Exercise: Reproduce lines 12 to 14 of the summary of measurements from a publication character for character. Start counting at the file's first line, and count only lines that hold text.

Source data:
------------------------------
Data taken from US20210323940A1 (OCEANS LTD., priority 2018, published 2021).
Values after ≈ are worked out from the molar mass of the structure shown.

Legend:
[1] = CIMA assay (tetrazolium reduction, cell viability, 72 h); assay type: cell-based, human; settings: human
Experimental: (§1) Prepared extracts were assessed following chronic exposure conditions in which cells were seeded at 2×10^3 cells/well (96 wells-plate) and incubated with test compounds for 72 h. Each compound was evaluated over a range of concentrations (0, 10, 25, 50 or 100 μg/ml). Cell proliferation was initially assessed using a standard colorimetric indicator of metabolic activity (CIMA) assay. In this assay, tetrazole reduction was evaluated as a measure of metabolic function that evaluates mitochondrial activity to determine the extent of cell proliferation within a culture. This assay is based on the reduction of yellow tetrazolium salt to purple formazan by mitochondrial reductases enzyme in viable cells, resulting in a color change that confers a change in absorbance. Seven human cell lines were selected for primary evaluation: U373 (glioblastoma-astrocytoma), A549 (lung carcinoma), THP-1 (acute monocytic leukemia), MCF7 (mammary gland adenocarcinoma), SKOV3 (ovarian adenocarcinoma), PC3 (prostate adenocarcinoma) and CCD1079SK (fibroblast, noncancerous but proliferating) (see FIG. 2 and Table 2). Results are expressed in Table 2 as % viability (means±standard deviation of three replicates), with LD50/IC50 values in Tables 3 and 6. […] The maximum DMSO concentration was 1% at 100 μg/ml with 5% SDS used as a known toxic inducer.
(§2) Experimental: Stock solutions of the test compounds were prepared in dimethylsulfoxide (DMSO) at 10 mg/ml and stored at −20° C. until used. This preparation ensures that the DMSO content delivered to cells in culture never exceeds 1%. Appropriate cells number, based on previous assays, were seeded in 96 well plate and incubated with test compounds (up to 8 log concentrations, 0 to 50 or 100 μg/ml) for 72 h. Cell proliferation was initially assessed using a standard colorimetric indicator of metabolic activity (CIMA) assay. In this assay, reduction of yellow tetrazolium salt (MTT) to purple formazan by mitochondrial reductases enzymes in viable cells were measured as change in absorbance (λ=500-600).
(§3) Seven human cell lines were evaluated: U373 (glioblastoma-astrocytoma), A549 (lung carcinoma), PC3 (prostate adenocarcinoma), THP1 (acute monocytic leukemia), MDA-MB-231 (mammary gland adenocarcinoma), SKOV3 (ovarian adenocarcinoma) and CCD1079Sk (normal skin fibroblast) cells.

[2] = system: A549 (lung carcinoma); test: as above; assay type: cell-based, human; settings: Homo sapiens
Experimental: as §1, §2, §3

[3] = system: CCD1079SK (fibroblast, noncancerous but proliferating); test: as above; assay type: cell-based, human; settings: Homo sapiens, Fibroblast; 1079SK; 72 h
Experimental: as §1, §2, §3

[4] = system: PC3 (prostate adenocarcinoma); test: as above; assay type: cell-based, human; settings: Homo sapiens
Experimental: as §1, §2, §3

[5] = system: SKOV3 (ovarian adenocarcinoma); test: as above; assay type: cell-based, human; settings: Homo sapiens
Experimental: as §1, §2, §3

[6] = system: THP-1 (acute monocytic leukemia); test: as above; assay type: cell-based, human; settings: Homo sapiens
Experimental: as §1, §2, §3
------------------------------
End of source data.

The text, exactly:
[4] = system: PC3 (prostate adenocarcinoma); test: as above; assay type: cell-based, human; settings: Homo sapiens
Experimental: as §1, §2, §3

[5] = system: SKOV3 (ovarian adenocarcinoma); test: as above; assay type: cell-based, human; settings: Homo sapiens